Statement of CECC Chairman Byron Dorgan and Cochairman Sander Levin Congratulating Nobel Laureate Liu Xiaobo

Congressional-Executive Commission on China |

Statement of CECC Chairman Byron Dorgan and Cochairman Sander Levin Congratulating Nobel Laureate Liu Xiaobo

December 10, 2010

(Washington, DC)—Today we congratulate imprisoned Chinese writer and democracy advocate Liu Xiaobo, winner of the 2010 Nobel Peace Prize for his long and non-violent struggle for fundamental human rights in China. For his more than two decades of advocating for freedom of speech, assembly, religion, peaceful democratic reform, transparency, and accountability in China, Mr. Liu currently is serving an 11-year sentence in a Chinese prison for "inciting subversion of state power." Those in China, like Mr. Liu, who advocate for peaceful reform seek to advance debate on good governance, human rights, and the rule of law. Their commitment and contribution to their country must be recognized, as the Nobel Committee has done, and their rights must be protected. Unfortunately, the extraordinary measures that Chinese authorities have taken to stop Chinese citizens from publicly expressing support for Liu and to prevent Liu's friends and family from attending today's ceremony in Oslo, show the world the Chinese government's clear failure to implement the rule of law and to protect human rights that are provided under China's Constitution and laws, and under China's international human rights obligations. Authorities reportedly have rounded up or silenced Mr. Liu's supporters in China, blocked unauthorized references to Liu on the Internet, and prevented leading Chinese scholars and lawyers from boarding international flights for fear they might attend today's ceremony. Chinese authorities’ relentless harassment of Liu Xia, Mr. Liu's wife, continues. She has been kept virtually incommunicado under what appears to be house arrest for weeks, since just after the Nobel Committee announced in October that her husband would receive the Nobel Peace Prize. This is not the behavior of a strong, responsible government. As Liu Xia said the morning the Nobel Committee announced that her husband would receive the Nobel Peace Prize, "China's new status in the world comes with increased responsibility. China should embrace this responsibility, have pride in his selection, and release him from prison." Today, December 10, is also Human Rights Day, established by the United Nations to celebrate human rights defenders around the world. It seems most appropriate to mark Human Rights Day this year by recalling the words of China's new Nobel Laureate Liu Xiaobo himself, in his final statement on the day of his sentencing:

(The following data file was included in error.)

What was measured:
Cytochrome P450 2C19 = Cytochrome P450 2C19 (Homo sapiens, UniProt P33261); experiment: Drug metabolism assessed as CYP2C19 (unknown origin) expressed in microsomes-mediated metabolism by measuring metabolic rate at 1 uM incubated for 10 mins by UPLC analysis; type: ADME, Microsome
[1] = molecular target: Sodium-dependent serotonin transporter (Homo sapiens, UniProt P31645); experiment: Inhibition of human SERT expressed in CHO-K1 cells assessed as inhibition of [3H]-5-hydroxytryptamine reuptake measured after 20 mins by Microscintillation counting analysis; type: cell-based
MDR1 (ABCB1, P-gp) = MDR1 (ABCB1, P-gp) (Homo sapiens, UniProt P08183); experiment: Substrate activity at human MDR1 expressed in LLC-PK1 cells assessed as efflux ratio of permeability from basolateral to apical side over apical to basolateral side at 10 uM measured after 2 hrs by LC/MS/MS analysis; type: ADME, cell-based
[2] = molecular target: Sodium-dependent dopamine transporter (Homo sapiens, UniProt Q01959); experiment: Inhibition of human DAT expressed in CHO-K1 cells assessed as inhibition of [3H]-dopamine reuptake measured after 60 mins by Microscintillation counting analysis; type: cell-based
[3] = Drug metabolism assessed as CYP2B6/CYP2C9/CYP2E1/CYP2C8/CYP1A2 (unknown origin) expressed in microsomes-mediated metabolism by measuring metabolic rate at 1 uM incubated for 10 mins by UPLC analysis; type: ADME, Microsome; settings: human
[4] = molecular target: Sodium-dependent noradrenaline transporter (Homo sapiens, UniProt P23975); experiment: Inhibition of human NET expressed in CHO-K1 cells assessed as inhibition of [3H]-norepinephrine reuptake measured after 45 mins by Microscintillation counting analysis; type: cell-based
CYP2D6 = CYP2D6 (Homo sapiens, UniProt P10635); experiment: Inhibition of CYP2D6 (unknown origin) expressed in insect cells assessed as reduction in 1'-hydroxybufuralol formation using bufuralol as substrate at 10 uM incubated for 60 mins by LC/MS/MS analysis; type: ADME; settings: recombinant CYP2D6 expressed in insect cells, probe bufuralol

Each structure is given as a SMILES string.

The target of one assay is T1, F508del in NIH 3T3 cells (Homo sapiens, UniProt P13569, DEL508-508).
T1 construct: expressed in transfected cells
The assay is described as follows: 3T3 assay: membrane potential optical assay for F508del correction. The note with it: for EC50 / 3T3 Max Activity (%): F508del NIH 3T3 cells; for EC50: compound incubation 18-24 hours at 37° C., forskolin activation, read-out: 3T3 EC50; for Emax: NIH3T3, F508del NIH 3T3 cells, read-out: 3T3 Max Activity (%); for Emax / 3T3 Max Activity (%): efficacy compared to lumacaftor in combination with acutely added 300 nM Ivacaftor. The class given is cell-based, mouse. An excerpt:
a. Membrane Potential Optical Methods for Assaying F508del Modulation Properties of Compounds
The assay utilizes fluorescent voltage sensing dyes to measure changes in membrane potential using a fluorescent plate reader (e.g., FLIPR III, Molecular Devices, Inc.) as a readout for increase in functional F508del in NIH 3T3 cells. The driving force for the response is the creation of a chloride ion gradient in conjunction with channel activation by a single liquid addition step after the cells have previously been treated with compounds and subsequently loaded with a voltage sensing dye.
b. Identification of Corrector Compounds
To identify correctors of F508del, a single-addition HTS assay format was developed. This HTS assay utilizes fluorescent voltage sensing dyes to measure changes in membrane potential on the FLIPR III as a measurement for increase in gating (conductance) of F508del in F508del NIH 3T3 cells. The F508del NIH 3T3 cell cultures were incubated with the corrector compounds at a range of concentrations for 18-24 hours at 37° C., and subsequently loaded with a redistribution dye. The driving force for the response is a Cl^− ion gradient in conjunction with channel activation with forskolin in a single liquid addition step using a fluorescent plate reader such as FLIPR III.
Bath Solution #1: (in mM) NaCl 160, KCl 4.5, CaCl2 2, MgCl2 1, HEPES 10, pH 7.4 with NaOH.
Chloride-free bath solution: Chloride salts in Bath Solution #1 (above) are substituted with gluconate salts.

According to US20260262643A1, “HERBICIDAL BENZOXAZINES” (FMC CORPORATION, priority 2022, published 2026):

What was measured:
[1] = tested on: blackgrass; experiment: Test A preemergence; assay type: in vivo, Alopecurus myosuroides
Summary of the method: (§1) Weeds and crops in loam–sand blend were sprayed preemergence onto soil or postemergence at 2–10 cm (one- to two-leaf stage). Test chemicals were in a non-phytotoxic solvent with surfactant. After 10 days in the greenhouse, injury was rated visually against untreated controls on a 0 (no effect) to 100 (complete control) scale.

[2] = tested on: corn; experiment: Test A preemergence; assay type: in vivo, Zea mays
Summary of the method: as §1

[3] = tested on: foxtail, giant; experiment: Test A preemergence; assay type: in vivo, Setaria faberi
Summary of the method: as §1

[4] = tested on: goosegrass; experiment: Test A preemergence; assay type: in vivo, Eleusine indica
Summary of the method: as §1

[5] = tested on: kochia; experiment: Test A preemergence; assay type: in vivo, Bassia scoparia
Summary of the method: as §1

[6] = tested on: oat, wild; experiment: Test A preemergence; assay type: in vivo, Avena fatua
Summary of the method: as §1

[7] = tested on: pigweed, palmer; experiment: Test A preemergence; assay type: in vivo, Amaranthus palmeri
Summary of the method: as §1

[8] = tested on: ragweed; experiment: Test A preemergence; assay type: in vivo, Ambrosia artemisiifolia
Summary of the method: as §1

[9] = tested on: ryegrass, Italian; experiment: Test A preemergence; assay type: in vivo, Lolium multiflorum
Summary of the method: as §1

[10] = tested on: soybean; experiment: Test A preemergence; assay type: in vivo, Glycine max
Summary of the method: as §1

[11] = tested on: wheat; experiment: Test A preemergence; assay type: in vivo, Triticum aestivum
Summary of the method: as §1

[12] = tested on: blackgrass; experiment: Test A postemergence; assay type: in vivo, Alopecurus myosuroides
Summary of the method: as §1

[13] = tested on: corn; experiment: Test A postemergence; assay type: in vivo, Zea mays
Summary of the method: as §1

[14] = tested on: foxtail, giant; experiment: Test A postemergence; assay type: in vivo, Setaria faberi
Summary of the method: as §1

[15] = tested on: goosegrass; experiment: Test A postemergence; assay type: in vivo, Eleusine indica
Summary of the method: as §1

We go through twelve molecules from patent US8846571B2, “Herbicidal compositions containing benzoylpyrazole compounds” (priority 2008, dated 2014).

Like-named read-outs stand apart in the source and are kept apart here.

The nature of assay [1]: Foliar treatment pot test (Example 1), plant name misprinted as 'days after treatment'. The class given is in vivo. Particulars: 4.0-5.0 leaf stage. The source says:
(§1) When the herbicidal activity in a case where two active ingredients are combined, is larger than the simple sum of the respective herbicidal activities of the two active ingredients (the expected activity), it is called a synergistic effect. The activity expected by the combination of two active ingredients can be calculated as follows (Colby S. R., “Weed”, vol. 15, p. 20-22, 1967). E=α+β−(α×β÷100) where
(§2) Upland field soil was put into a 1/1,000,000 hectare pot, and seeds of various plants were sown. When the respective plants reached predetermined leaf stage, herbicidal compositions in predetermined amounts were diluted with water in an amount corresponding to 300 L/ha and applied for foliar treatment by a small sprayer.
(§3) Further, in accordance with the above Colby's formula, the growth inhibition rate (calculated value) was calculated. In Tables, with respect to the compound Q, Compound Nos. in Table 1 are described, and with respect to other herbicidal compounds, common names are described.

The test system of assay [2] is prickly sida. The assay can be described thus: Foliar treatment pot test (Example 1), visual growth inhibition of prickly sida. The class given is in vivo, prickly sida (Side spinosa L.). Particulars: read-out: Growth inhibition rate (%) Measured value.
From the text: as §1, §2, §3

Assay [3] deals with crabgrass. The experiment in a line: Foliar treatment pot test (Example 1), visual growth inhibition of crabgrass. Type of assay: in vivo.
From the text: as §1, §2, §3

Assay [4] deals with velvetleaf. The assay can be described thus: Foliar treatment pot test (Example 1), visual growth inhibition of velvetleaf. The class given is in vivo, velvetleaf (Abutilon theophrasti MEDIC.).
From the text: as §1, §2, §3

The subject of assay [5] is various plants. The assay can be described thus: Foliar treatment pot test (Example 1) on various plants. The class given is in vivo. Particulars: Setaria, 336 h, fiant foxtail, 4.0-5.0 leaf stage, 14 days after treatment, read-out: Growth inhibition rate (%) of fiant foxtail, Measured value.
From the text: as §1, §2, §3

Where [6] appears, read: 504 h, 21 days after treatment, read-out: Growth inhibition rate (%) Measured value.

"I look forward to when my country is a land with freedom of expression; where every citizen's speech will be treated equally well; where different values, ideas, beliefs, and political views ... can compete with one another and coexist peacefully; ... where all political views will be spread out under the sun for the people to choose from; where every citizen can express political views without fear; and where under no circumstances can one suffer political persecution for expressing different political views."

Additional CECC Resources on Liu Xiaobo: